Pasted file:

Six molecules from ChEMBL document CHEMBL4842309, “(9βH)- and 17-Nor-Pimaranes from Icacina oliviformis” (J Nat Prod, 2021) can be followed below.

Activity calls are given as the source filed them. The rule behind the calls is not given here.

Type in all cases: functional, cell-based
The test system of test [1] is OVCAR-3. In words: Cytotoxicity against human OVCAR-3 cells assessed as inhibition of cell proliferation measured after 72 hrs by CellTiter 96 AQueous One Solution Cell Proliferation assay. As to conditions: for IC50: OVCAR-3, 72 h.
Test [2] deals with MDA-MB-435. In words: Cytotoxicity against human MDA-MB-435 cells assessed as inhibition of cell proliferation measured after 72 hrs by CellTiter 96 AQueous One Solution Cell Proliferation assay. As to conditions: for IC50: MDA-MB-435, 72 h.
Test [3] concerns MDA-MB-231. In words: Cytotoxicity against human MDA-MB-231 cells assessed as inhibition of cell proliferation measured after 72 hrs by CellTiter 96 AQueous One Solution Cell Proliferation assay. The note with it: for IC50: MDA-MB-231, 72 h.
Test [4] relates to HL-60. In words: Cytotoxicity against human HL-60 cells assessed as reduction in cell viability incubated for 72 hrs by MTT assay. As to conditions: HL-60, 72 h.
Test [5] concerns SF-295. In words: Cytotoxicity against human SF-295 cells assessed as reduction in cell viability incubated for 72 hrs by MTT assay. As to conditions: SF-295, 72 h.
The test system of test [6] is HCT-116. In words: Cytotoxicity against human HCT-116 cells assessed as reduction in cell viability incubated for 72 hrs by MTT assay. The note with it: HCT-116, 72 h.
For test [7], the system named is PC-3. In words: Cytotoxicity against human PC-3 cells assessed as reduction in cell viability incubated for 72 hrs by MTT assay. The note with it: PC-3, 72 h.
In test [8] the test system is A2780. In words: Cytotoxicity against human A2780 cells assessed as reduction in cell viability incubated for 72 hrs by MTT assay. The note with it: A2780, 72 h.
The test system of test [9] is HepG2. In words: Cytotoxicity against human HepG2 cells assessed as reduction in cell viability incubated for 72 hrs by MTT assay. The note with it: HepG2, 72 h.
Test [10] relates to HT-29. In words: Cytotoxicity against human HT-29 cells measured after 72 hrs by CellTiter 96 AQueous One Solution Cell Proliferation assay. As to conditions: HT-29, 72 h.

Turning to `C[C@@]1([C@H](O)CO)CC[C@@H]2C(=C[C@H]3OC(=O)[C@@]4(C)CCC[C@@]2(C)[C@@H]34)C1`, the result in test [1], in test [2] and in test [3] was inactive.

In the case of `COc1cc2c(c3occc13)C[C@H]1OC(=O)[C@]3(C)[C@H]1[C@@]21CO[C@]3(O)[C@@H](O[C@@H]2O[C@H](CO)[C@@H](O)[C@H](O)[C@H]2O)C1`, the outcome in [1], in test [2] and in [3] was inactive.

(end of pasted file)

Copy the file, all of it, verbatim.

Six molecules from ChEMBL document CHEMBL4842309, “(9βH)- and 17-Nor-Pimaranes from Icacina oliviformis” (J Nat Prod, 2021) can be followed below.

Activity calls are given as the source filed them. The rule behind the calls is not given here.

Type in all cases: functional, cell-based
The test system of test [1] is OVCAR-3. In words: Cytotoxicity against human OVCAR-3 cells assessed as inhibition of cell proliferation measured after 72 hrs by CellTiter 96 AQueous One Solution Cell Proliferation assay. As to conditions: for IC50: OVCAR-3, 72 h.
Test [2] deals with MDA-MB-435. In words: Cytotoxicity against human MDA-MB-435 cells assessed as inhibition of cell proliferation measured after 72 hrs by CellTiter 96 AQueous One Solution Cell Proliferation assay. As to conditions: for IC50: MDA-MB-435, 72 h.
Test [3] concerns MDA-MB-231. In words: Cytotoxicity against human MDA-MB-231 cells assessed as inhibition of cell proliferation measured after 72 hrs by CellTiter 96 AQueous One Solution Cell Proliferation assay. The note with it: for IC50: MDA-MB-231, 72 h.
Test [4] relates to HL-60. In words: Cytotoxicity against human HL-60 cells assessed as reduction in cell viability incubated for 72 hrs by MTT assay. As to conditions: HL-60, 72 h.
Test [5] concerns SF-295. In words: Cytotoxicity against human SF-295 cells assessed as reduction in cell viability incubated for 72 hrs by MTT assay. As to conditions: SF-295, 72 h.
The test system of test [6] is HCT-116. In words: Cytotoxicity against human HCT-116 cells assessed as reduction in cell viability incubated for 72 hrs by MTT assay. The note with it: HCT-116, 72 h.
For test [7], the system named is PC-3. In words: Cytotoxicity against human PC-3 cells assessed as reduction in cell viability incubated for 72 hrs by MTT assay. The note with it: PC-3, 72 h.
In test [8] the test system is A2780. In words: Cytotoxicity against human A2780 cells assessed as reduction in cell viability incubated for 72 hrs by MTT assay. The note with it: A2780, 72 h.
The test system of test [9] is HepG2. In words: Cytotoxicity against human HepG2 cells assessed as reduction in cell viability incubated for 72 hrs by MTT assay. The note with it: HepG2, 72 h.
Test [10] relates to HT-29. In words: Cytotoxicity against human HT-29 cells measured after 72 hrs by CellTiter 96 AQueous One Solution Cell Proliferation assay. As to conditions: HT-29, 72 h.

Turning to `C[C@@]1([C@H](O)CO)CC[C@@H]2C(=C[C@H]3OC(=O)[C@@]4(C)CCC[C@@]2(C)[C@@H]34)C1`, the result in test [1], in test [2] and in test [3] was inactive.

In the case of `COc1cc2c(c3occc13)C[C@H]1OC(=O)[C@]3(C)[C@H]1[C@@]21CO[C@]3(O)[C@@H](O[C@@H]2O[C@H](CO)[C@@H](O)[C@H](O)[C@H]2O)C1`, the outcome in [1], in test [2] and in [3] was inactive.